Among the adult mental patients alcohol and/or cannabis abuse seem to be the most common co-factor substances while among the patients with a primary substance misuse diagnosis, depression, social phobia and personality disorder are the commonest co-factors. For instance in a follow-up study with patients detoxified from alcohol, Ramsey et al (2004) found that during the first year 25% of the patients who remained abstinent from alcohol and drugs were diagnosed with a major depressive illness. And a cross-sectional survey of 615 current heroin users in Sydney found that 46% of the cohort met the diagnostic criteria for borderline personality disorder (BPD) and 71% for anti-social personality disorder (ASPD) (Darke, 2004). In another study gender differential in psychiatric and substance use comorbidity were assessed in 716 opioid abusers seeking methadone maintenance (Brooner et al, 1997). 47% of the men in the sample and 48% of the women were diagnosed with co-morbid disorders, the most common diagnoses being antisocial personality disorder (25.1%) and major depression (15.8%). It was noted that psychiatric comorbidity was associated with a more severe substance use disorder. Gender differentials were also examined in an Australian study of methadone maintenance patients (n=62) finding that 70% of males and 89% of females had a comorbid psychiatric illness (Callaly et al, 2001).
Brooner, RK; King, V L; Kidorf, M; Schmidt, C W Jr & Bigelow G E (1997) Psychiatric and substance use comorbidity among treatment-seeking opioid abusers. Archives of General Psychiatry. 54, 1: 71-80.
Callaly, T; Trauer, T; Munro, L & Whelan, G (2001) Prevalence of psychiatric disorder in a methadone maintenance population. Australian & New Zealand Journal of Psychiatry, 35, 5: 601-5
Darke, S; Williamson, A; Ross, J; Teesson, M & Lynskey, M (2004) Borderline personality disorder, antisocial personality disorder and risk-taking among heroin users: findings from the Australian Treatment Outcome Study (ATOS). Drug & Alcohol Dependence, 74, 1: 77-83
S, Goswami; S, K, Mattoo; D, Basu & G, Singh (2004) Substance-abusing schizophrenics: do they self-medicate? American Journal on Addictions 13, 2: 139-150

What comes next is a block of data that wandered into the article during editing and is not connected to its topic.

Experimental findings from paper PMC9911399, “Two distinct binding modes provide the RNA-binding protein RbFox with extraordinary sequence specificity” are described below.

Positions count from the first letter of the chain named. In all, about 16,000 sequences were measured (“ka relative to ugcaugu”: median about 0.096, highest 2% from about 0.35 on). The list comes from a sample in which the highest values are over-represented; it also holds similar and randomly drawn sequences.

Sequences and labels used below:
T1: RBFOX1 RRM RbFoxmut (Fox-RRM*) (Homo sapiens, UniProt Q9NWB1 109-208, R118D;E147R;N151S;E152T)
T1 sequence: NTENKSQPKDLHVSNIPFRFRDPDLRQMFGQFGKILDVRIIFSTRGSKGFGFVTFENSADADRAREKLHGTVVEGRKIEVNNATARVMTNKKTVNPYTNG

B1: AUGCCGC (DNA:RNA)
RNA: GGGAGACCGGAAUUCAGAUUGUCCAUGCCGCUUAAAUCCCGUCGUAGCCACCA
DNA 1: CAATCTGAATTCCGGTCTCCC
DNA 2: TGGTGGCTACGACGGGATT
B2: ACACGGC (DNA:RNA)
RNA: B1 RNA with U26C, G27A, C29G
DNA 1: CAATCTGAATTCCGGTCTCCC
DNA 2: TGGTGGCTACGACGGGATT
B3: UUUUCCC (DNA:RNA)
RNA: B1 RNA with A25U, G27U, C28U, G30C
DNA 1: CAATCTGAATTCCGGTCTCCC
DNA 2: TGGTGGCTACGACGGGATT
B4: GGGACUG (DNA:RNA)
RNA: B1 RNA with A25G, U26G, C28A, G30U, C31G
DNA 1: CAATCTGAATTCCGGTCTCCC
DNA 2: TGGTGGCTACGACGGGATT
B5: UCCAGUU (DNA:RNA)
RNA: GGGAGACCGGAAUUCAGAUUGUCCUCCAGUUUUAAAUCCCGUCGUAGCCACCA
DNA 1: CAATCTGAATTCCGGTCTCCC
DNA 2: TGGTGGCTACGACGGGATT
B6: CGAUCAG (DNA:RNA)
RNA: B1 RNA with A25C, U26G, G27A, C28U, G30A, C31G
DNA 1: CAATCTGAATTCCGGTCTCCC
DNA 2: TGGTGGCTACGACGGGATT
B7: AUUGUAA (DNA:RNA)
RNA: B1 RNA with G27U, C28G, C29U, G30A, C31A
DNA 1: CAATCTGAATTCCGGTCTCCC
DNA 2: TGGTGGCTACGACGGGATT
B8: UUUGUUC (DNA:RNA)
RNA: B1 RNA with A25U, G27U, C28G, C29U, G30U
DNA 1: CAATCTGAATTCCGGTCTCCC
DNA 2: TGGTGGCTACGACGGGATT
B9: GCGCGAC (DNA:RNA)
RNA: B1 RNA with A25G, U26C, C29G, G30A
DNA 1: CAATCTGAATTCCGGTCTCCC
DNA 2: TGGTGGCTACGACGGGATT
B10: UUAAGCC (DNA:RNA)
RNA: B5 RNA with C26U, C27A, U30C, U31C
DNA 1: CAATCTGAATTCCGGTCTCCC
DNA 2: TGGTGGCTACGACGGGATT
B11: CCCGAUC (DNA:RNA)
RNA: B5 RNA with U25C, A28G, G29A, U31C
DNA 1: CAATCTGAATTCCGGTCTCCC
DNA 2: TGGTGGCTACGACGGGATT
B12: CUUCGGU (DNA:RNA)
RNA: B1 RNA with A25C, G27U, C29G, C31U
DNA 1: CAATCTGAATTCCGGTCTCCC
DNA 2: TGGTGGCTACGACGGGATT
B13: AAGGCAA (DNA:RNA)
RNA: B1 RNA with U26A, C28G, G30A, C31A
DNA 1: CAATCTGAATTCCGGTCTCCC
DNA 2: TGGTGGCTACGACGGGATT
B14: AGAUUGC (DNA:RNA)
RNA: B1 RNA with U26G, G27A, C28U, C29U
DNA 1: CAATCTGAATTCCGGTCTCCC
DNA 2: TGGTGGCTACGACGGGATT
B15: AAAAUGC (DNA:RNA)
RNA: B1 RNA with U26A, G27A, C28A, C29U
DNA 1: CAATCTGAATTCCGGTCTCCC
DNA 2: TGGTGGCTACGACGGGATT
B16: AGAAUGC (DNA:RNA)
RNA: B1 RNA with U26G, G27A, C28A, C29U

Kessler, R C (2004) The epidemiology of dual diagnosis. Biological Psychiatry, 56, 10: 730-7
V C, Manning; G, Strathdee; D, Best; F, Keaney; L, McGillray & J, Witton (2002) Dual diagnosis screening: preliminary findings on the comparison of 50 clients attending community mental health services and 50 clients attending community substance misuse services. Journal of Substance Use, 7, 4: 221-228
H C, Margolese; L, Malchy; J C, Negrete; R, Tempier & K, Gill (2004) Drug and alcohol use among patients with schizophrenia and related psychoses: levels and consequences. Schizophrenia Research 66, 2-3: 57-166.
K T, Mueser; R E, Drake & M A, Wallach (1998) Dual diagnosis: a review of etiological theories. Addictive Behaviors, 23, 6: 717-734
N, Virgo; G, Bennett, D; Higgins, L; Bennett & P, Thomas (2001) The prevalence and characteristics of co-occurring serious mental illness (SMI) and substance abuse or dependence in the patients of adult mental health and addictions services in eastern Dorset. Journal of Mental Health, 10 2: 175-188
Ramsey, S E; Kahler, C W; Read, J P; Stuart, G L & Brown, R A (2004) Discriminating between substance-induced and independent depressive episodes in alcohol dependent patients. Journal of Studies on Alcohol. 65, 5: 672-6
Todd, J; Green, G; Harrison, M; Ikuesan, BA; Self, C; Baldacchino, A & Sherwood, S (2004) Defining dual diagnosis of mental illness and substance misuse: some methodological issues. Journal of Psychiatric & Mental Health Nursing. 11, 1: 48-54.